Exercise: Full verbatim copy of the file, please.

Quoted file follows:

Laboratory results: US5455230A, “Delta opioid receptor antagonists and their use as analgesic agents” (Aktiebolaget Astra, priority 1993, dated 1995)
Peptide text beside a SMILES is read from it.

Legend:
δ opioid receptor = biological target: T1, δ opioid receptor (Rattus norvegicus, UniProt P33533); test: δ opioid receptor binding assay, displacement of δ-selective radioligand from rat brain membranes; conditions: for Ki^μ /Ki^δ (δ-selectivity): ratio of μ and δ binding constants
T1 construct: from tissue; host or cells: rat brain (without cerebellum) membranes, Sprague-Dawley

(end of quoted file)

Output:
Laboratory results: US5455230A, “Delta opioid receptor antagonists and their use as analgesic agents” (Aktiebolaget Astra, priority 1993, dated 1995)
Peptide text beside a SMILES is read from it.

Legend:
δ opioid receptor = biological target: T1, δ opioid receptor (Rattus norvegicus, UniProt P33533); test: δ opioid receptor binding assay, displacement of δ-selective radioligand from rat brain membranes; conditions: for Ki^μ /Ki^δ (δ-selectivity): ratio of μ and δ binding constants
T1 construct: from tissue; host or cells: rat brain (without cerebellum) membranes, Sprague-Dawley